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Stark figures on smoking initiation after exposure to onscreen smoking, reveals US survey

In another step towards proving that onscreen smoking does have a definite negative impact on adolescent, and a villain’s smoking makes even more impact than a hero’s smoking; two studies were published recently from the USA.

A study to determine exposure to movie smoking in relation to smoking initiation among US adolescents was conducted by random–digital-dial survey on 6522 adolescents aged 10 to 14 years. Prevalence of smoking was about 2% among those with the lowest exposure to smoking in movies, steadily going up to almost 30% among those with highest exposure.

This study demonstrates, in a nationally representative US sample of young adolescents, that exposure to movie smoking has a strong association with smoking initiation and that the association holds within broad racial and ethnic categories and regardless of where the adolescent resides. It also suggests that, exposure to movie smoking is a primary independent risk factor, accounting for smoking initiation in more than one-third of US adolescents 10 to 14 years of age.

In light of the recent unfortunate comments made by the Union Health Minister Ghulam Nabi Azad that smoking in movies has little effect on children, these studies provide definite proof that exposure to smoking in films does impact the youth and influence them to initiate smoking.

In another longitudinal, random-digit-dial telephone survey of 6522 US adolescents, conducted by the American Academy of Pediatrics, current smoking status and movie exposure was assessed 4 times over 24 months. The adolescents surveyed were asked whether they had seen any recently released movies, in which smoking by major characters was identified, along with the type of portrayal. The portrayal was divided into negative, positive, and mixed/neutral categories.

By the 24-month follow-up survey, 15.9% of the baseline never-smokers had tried smoking. Within the sample of movies selected, 3848 major characters were identified, of whom 69% were male. Smokers represented 22.8% of 518 negative characters, 13.7% of 2486 positive characters, and 21.1% of 844 mixed/neutral characters.

The study clearly shows that smoking in movies and impacts adolescent smoking initiation – regardless of character type, which demonstrates the importance of limiting exposure to smoking as it is portrayed on screen. In fact, the study has also shown that negative character portrayals of smoking have stronger impact on low risk-taking adolescents; undercutting the often-repeated argument that smoking by villain in a film is ok.

“These are just some of the multitude of studies that have been, and are being conducted internationally that prove that depiction of smoking in films does have definite impact on the smoking behaviour of youth across geographies,” said Dr. P.C.Gupta, Director, Healis – Sekhsaria Institute for Public Health. “In light of such conclusive research reports, it is essential for the authorities to recognize the health risks that such exposure creates, and take necessary action to see to it that smoking in films is banned. The urban and semi-urban youth in India are either avid moviegoers or watch movies at home, and when they see their favourite stars on screen, whether hero or villain, they try and emulate this by beginning to smoke themselves. By curbing scenes which depict smoking in movies, a lot can be accomplished in preventing initiation smoking among youth” he added.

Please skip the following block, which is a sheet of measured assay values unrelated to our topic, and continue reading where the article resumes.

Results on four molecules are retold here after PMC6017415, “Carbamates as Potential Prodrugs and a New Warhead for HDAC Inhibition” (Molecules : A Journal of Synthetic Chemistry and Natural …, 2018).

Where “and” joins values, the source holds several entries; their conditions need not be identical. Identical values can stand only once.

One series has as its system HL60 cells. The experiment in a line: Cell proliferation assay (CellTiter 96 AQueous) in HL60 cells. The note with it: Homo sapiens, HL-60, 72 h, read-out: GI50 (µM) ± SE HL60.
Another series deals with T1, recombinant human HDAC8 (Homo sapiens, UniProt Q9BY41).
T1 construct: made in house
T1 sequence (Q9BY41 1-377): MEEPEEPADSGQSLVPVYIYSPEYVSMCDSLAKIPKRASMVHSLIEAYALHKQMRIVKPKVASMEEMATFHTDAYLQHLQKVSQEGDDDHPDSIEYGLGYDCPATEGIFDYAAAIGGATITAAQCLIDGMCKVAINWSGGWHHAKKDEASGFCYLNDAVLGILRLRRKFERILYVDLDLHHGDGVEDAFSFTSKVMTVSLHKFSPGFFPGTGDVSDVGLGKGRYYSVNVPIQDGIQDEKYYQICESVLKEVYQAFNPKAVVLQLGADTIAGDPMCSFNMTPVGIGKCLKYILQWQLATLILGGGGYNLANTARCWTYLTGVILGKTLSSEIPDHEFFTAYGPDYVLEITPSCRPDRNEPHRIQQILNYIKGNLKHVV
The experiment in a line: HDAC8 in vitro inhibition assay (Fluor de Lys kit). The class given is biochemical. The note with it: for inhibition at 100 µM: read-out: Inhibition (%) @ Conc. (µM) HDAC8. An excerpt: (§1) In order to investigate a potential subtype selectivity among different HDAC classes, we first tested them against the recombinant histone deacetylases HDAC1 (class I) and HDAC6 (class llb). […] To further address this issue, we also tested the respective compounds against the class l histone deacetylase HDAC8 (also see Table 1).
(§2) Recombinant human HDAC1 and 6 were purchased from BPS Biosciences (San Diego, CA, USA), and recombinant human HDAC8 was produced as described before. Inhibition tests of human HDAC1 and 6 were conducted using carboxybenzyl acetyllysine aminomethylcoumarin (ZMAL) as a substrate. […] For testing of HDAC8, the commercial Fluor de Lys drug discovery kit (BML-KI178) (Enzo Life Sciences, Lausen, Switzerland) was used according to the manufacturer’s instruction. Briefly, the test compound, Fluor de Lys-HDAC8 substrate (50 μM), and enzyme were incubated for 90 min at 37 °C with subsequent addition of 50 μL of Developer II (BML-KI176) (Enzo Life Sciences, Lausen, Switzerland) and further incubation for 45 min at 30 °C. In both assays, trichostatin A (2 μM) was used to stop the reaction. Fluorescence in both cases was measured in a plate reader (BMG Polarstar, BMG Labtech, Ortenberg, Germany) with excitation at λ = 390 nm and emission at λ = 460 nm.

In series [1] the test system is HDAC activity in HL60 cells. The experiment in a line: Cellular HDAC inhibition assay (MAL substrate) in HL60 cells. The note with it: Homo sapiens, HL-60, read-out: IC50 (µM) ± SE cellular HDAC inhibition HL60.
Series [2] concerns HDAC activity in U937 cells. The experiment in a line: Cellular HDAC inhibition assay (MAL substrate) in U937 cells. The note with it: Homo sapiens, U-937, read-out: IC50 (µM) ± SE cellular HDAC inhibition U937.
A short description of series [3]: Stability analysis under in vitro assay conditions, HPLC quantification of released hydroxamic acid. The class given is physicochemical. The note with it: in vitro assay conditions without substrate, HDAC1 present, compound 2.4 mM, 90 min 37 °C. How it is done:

In India today, the movie-watching population – especially among adolescents – is in the millions, and since it is proven that any depiction of smoking on-screen has the ability to impact these young moviegoers and influence them to initiate smoking, the authorities need to take immediate steps to curb such on-screen depiction of smoking, and not pass such depictions in the name of ‘creative freedom, as is being done today.

Written by sreelakshmi

17 July, 2009 at 6:06 am


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Remarks termed as irresponsible; scientific evidence from global studies proves adverse effects of on-screen smoking on viewers

Recently, the new Union health minister, Mr. Ghulam Nabi Azad, has made certain comments that are detrimental to the massive tobacco control efforts in India and keenly supported by the erstwhile health minister Dr. Anbumani Ramadoss and the tobacco control communities in the country. “On-screen smoking in movies and television was defended as creative expression and freedom.” This is in direct contradiction to the efforts to curb the portrayal of smoking on screen earlier by the health ministry.

There seems to be little awareness of the fact that the demand for restrictions on such depictions of smoking has been made on the basis of scientific research. In a recent survey conducted by WHO on the same clearly showcases that exposure to onscreen smoking causes the impressionable youth and other non-smokers to light up.
The WHO has currently made demands based on scientific evidence that countries should enact enforceable policies that would severely restrict on-screen depiction of smoking. The WHO report on the issue has also recommended that all future movies with scenes of smoking should be given an adult rating, with the possible exception of movies that reflect the dangers of tobacco use or that depict smoking by a historical figure who smoked.